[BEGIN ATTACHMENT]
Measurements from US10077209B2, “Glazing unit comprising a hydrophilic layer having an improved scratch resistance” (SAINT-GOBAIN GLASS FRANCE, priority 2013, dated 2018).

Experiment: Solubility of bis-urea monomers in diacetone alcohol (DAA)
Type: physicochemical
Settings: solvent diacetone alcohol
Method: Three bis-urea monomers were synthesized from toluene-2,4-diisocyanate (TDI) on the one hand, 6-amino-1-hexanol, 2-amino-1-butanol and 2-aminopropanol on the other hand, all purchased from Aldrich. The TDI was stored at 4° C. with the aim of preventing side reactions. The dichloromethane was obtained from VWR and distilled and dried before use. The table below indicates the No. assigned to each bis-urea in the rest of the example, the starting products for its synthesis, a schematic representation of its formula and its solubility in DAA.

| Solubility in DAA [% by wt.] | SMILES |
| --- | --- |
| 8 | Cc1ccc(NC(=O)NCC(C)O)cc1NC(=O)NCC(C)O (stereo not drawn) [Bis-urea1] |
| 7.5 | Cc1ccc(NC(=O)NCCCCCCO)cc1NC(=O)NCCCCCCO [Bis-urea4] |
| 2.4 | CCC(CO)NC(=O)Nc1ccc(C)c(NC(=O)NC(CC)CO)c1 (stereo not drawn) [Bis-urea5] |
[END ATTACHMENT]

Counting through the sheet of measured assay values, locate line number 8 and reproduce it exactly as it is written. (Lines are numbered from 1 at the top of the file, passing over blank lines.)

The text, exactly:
| 8 | Cc1ccc(NC(=O)NCC(C)O)cc1NC(=O)NCC(C)O (stereo not drawn) [Bis-urea1] |